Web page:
Dreams are inevitable and a natural part of our sleep cycle. But have you noticed your dreams are weirder than normal since the pandemic started? If so, you’re not alone.
“I have crazy, crazy dreams," Michael Browne said. "Not scary at all, not nightmares, but just really vivid and long. It's every night. It's several times throughout the night every night.”
Michael Browne is on week 10 of working from home. He says his change in routine has thrown off his sleeping schedule, and his dreams seem to be getting wilder by the night. Most recently, he remembers having a dream that was particularly stressful.
“I was required to do some sort of job that I never had been trained to do, that I didn’t know how to do. Somehow I’d gone for eight years of not knowing how to do this job,” Browne said.
When asking if others were experiencing something similar on Facebook, he got quite a few responses from friends.
“Any crisis tends to stir up our dream life a little bit for psychological reasons,” Harvard dream researcher Deirdre Barrett said.
Barrett is a dream researcher at Harvard University and the author of The Committee of Sleep . She analyzes dreams after crises like WWII, 9/11, and now, the COVID-19 pandemic. On March 24, she released a dream survey study to the world.
“It collects just a few demographics from people – age, gender, nationality – and then a few specific questions about any special contact with the virus like being healthcare provider, having had a severe case, or testing positive. And then you leave your dreams,” Barrett said.
She says there are a lot of commonalities between dreams people are having now and dreams people experienced during other traumatic events in modern history. Dreams about tornadoes, hurricanes, wildfires and mass shooters. During this pandemic, people have also been dreaming about contracting the virus.
“People will dream either realistically that they’re having trouble breathing or they’re spiking a fever, or they’ll have unrealistic things like one woman looked down at her stomach and saw blue stripes and in her dream that was supposed to be the first sign of coronavirus.”
There is one category of dreams that’s been completely unique to this study.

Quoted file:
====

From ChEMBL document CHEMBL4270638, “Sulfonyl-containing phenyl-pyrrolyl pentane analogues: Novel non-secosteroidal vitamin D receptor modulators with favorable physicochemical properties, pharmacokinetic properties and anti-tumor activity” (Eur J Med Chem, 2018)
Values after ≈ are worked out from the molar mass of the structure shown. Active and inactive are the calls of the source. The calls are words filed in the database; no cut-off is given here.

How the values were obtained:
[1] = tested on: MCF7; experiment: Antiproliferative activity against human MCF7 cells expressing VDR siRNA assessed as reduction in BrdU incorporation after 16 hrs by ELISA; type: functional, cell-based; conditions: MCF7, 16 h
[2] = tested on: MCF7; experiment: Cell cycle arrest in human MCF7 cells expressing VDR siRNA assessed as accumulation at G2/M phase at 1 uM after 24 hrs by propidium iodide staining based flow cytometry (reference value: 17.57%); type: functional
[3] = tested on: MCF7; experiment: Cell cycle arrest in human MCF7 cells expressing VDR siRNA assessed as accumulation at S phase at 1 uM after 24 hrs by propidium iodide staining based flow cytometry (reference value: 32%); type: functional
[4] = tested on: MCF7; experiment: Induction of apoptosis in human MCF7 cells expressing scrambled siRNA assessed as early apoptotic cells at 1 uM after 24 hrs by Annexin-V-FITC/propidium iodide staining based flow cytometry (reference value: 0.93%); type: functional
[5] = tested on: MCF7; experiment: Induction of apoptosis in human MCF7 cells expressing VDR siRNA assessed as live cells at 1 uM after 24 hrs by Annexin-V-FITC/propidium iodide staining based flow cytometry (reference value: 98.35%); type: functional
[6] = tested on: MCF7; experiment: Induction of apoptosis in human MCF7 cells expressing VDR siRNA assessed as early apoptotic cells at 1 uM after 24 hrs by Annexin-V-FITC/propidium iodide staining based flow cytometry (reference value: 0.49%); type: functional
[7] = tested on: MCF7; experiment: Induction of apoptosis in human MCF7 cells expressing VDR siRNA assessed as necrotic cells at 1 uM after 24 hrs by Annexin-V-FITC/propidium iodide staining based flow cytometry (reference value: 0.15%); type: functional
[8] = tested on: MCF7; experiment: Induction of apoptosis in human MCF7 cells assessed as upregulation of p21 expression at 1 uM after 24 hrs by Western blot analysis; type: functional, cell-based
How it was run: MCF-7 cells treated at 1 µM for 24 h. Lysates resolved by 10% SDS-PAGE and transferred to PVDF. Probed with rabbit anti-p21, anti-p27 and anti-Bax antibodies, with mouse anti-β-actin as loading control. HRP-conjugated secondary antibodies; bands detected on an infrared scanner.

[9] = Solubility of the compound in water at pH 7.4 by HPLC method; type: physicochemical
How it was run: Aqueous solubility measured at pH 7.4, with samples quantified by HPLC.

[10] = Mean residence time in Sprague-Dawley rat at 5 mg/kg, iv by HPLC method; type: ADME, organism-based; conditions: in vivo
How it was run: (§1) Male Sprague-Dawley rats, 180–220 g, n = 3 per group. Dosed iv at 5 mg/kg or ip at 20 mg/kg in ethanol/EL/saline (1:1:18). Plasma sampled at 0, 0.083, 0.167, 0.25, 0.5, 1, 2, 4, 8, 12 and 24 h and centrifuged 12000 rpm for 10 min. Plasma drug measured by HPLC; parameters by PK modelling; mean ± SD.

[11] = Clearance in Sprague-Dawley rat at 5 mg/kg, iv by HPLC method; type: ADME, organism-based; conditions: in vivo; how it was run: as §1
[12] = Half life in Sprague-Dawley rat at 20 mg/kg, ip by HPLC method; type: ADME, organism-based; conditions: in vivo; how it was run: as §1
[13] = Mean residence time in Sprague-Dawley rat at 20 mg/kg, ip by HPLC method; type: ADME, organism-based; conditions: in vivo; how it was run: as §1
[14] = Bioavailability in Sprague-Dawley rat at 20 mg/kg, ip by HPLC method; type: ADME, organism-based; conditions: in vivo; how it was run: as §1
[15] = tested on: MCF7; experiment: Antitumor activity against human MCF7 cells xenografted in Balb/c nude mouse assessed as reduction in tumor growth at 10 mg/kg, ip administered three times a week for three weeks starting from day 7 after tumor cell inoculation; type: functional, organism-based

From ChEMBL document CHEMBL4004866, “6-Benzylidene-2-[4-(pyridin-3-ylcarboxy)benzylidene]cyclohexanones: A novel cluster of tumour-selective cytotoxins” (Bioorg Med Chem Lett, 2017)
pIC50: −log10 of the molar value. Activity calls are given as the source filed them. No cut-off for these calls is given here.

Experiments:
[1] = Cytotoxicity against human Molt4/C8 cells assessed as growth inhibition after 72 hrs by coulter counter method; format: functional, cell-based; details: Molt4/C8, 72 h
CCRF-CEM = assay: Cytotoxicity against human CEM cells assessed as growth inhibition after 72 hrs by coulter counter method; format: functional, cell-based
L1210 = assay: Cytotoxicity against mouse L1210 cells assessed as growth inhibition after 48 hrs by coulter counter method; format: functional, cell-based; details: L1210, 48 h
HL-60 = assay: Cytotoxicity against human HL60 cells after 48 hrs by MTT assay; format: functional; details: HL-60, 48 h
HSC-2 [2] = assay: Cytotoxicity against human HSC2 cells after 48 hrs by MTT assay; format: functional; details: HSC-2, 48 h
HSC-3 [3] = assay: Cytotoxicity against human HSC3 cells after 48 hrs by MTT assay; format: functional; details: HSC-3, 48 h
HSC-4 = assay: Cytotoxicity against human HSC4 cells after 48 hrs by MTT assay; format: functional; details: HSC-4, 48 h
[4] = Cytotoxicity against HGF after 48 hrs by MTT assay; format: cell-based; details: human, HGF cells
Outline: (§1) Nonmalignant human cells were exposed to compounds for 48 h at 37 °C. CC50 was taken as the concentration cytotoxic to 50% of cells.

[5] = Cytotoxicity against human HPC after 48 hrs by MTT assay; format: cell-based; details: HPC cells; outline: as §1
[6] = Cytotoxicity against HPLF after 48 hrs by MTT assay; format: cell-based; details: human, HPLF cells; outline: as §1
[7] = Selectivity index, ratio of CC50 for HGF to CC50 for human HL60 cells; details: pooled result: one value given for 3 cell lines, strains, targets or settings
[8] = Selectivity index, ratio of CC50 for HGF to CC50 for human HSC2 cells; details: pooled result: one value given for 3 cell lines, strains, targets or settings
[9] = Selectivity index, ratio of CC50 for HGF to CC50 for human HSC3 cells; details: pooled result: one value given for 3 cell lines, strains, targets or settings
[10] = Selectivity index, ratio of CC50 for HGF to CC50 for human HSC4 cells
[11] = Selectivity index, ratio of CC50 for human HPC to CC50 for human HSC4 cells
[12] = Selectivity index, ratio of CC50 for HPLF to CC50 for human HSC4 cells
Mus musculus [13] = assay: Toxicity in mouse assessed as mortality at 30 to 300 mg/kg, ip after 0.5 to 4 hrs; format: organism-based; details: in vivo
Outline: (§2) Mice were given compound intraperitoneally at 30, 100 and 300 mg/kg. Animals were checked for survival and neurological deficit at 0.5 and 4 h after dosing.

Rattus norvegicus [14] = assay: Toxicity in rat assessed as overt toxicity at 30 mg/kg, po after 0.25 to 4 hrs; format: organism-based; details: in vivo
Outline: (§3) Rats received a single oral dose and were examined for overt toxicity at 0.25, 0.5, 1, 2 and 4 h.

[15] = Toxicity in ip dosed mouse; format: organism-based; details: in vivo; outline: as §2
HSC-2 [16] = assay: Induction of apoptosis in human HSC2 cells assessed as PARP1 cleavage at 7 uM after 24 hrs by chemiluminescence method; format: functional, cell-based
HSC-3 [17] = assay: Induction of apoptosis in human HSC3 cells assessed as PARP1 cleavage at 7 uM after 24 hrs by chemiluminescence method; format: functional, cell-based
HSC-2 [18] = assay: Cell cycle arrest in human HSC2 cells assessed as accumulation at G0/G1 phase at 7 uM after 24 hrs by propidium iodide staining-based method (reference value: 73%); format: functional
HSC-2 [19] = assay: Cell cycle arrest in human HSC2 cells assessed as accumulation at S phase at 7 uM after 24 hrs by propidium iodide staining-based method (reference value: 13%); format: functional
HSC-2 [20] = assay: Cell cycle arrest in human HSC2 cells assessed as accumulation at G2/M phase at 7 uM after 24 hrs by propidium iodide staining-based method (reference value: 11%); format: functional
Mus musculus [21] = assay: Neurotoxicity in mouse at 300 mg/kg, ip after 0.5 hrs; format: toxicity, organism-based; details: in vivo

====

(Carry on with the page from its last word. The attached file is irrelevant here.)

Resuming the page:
“Dreams about bug attacks. I’ve seen just about every kind of bug imaginable. Swarms of bees flying at the dreamer, hornets, armies of cockroaches racing at them, masses of wriggling worms, and giant grasshoppers with vampire fangs,” Barrett said.
According to Barrett, dreams can be very metaphorical. And her guess about these dreams involving bugs? The word “bug” is also associated with virus or somebody who is sick. New York resident Paola Fernandez says she had a vivid dream involving bee honey.
“The one I had most recently that I remember was I was looking at myself in the mirror, and my eyebrows were dripping honey. And I kept brushing it off with a wipe, but it kept dripping honey,” Fernandez said.
Barrett says many people’s dreams have also involved political figures or other celebrities. Fernandez says she remembers a dream like that as well.
“I was driving around the city and it was empty, but then I saw Lady Gaga walking down the street and then I turned a corner and saw Antonio Banderas outside a hotel all dressed in a tuxedo trying to hail a cab, but there were no cabs, so he just looked very annoyed,” Fernandez said.
Barrett says our dreams can show us what’s causing anxiety, whether that’s getting the virus, or not being able to go out and do the things we’d normally be doing. Dream recall is more likely if you’re waking up while you’re in that dream state. If you're having disturbing nightmares every night, Barrett says there's something you can do to prevent them.
“The best technique to decrease repetitive anxiety dreams is to think about what you would like to dream about, maybe there’s a person you’re not getting to see, or a place you’d like to visit, or lots of people like flying dreams, or maybe you’ve had another dream that you enjoyed in the past," she said.
Barrett says to think about that thought over and over again as you’re falling asleep and try to imagine what it’d look like. It doesn’t work every time, but she says it can greatly improve your chances of having a dream you would actually enjoy.
If you'd like to participate in the dream survey, click here